Since you have gone public with this insinuation, it is fair for your readers to determine if you have reason to say this or you are just being ugly, making stuff up. We have the right to know if you have some inside scoop that makes you aware that he is not being honest about who he is, that he is wearing a mask, being two-faced.

    SO, please tell us: how do you know he is a charlatan? I am not asking if you disagree with his views or if his views are Biblically orthodox. Rather, I am asking why you called him a charlatan and what you intend to say by that. In the post (unless I missed it) I didn’t see any argument for this large claim you make about him.

    OR, did you not mean he is being knowingly deceptive, performing trickery on purpose, but rather you just meant he’s just a bad, or non-Christian.

    You appropriately give us his view about The Voice in his own words (or, really, the promo words of the marketing department of Nelson, the publisher, I’d guess) and we can see for ourselves what they say. Fair enough.

    But your headline clearly implies that he is knowingly tricking people, faking us into thinking he believes that stuff when he does not. You suggest he’s not being honest about this, that he is a fraud.

    What part of those four points do you think he really doesn’t believe? How do you know what he really believes and what he doesn’t? Again, to say he believes wrong stuff is one thing, and you could make that case if you were careful to do your homework and write well on your blog, exposing and explaining what you find in error. Such a caring ministry is needed these days, with all the nonsense that is written and published.

    But what you’ve done, here, on this post, is an audacious claim that implies and insinuates that he is up to tomfoolery, a charlatan, like Elmer Gantry, without a shred of argument to make your case, no proof of anything, no indication of what makes him a trickster or why you know this to be true. This is unacceptable.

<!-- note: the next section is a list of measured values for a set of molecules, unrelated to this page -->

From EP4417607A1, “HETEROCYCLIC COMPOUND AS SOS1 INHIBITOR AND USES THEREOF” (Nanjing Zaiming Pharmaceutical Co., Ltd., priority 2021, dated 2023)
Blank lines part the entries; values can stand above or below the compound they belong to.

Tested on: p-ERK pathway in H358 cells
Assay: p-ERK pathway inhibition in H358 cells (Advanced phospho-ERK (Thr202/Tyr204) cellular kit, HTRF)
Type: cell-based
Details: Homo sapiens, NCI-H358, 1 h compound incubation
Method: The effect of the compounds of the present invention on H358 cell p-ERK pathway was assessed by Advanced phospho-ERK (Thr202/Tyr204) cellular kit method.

Being in this expose work you feel called to must be hard work. You apparently like to cut corners, blasting folks without documentation or evidence. If I could make this suggestion–and I am speaking with my heart pounding and my spirit deeply sad—if you can’t do this work right, maybe you should stop for a while. Your mean-spiritedness is keeping you from Godly character. The virtues of Christ aren’t evident in these insinuations, clever name-calling and snarky accusations. Maybe political bloggers act like that but Christians are simply called to different sorts of habits. Do you disagree?

    This post is unfair unless and until you tell us how you know he is a charlatan. Or apologize for choosing the wrong word. Now that you’ve posted this, it is incumbent upon you to clear up this matter. You owe him and your readers an apology or you need to tell us what you know about his motivations, and how you know them.

    (My hunch is you just mean you disagree with him and that you feel strongly that he is a poor representative of the God of the Bible and the gospel. If that is what you meant, Judy, why not just say he is in error. Why call him a charlatan, thereby accusing him of being a sad quack or an evil liar?)

    Thank you for your attention to this concern.

  4. Yvonne,

    You wrote something that really struck me as important and I hope that you don’t mind if I ask you to clarify. I know these blogs are hard places to explain things with clarity, but it would be great if you could explain yourself here.

    You say that you believe that not all of creation will be redeemed.

    It seems to me this is not a Biblical view (Colossians 1 alone uses the phrase “all things” repeatedly, as I am sure you know, and I presume you believe that portion of the Bible is true.) I understand that not everyone takes the Bible literally on this, and really thinks that God is not intending on saving His planet. (I assume you know that in John 3:16 the greek word for what God so loves is kosmos, being the entire created order. I wonder if perhaps you not love the kosmos as much as God does? If not, I hope you will repent and allow your heart to be shaped by Biblical revelation on this. )

    This matter that you’ve raised in one quick sentence is fascinating to me and I am glad you stated your view. I believe it is very important to explore for those that want to take the Bible seriously; I applaud the Voice folks [who I do not know] for saying this as it seems to me to be an important aspect of a faithfully Biblical worldview.